By the turn of the 16th century, Leuven had become a major European center for art and knowledge with humanists like Erasmus and Hieronymus van Busleyden working there. In 1517 the latter founded the Collegium Trilingue in which the three ancient languages: Latin, Greek and Hebrew were taught. It promoted the critical study of classical literature and the Bible. Thomas More published his Utopia at Dirk Martens printing house in Leuven in 1516. Gemma Frisius laid the foundation for modern triangulation methods and cartography. He further made important contributions to mathematics, geography and astronomy. Gerardus Mercator and John Dee were among his students. Leuven became a leading centre for the fabrication of precision astronomical instruments, such as the planetaria and the terrestrial and celestial globes built by Gaspard van der Heyden and Gualterus Arsenius. Andreas Vesalius completed his medicine studies in Leuven, before moving to Padova and Basel. Religious persecutions of Protestants, followed by greater religious and political turmoil starting in the late 1560s, greatly affected intellectual life in Leuven. Many professors and alumni from Leuven moved abroad. The newly founded University of Leiden in Holland, amongst others, would profit greatly from this brain drain. Despite this the university continued to excel in disciplines like theology with Johannes Molanus and classical studies with Justus Lipsius.

18th and 19th centuries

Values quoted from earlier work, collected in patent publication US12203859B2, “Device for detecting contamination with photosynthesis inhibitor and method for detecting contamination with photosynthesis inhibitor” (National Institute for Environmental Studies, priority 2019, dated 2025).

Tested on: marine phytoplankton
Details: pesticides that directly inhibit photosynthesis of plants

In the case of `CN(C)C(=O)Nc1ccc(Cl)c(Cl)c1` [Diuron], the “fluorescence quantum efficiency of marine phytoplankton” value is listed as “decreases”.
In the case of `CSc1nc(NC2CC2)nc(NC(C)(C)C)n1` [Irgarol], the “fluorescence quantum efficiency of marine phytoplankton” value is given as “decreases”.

View over Leuven, late 19th century Leuven, Belgium (ca. 1890-1900).jpg
View over Leuven, late 19th century

In the 18th century, the brewery Den Horn (meaning "the horn") flourished. In 1708, Sebastien Artois became the master brewer at Den Horn, and gave his name to the brewery in 1717, now part of AB InBev, whose flagship beer, Stella Artois, is brewed in Leuven and sold in many countries.

Leuven developed considerably during the 19th century. Dozens of squares were created, including the Sint-Jacobsplein, the Volksplaats (today's Ladeuzeplein) and the Statieplein (today's Martelarenplein). [8] From 1835, the streets of the city were lit with gas. [9] The Voer stream was vaulted, the channels occupying the middle of the streets were removed, a number of narrow streets were widened or simply destroyed and a considerable number of sewers were installed. The municipal theatre and the main post office were built, respectively in 1866 and between 1893 and 1895. [10] It was also at this time that the central prison was built.

20th century

World War I

The ruins of the Catholic University of Leuven's library after it was burned by the German army in 1914 Interior of the Famous Library at Louvain destroyed during World War I.jpg
The ruins of the Catholic University of Leuven's library after it was burned by the German army in 1914